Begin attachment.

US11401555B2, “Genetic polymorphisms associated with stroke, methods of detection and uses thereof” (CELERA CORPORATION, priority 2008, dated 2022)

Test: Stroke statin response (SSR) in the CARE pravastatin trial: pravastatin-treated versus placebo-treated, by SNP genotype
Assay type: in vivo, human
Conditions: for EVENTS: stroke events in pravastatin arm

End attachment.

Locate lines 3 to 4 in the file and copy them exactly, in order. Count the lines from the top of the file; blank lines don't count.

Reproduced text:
Assay type: in vivo, human
Conditions: for EVENTS: stroke events in pravastatin arm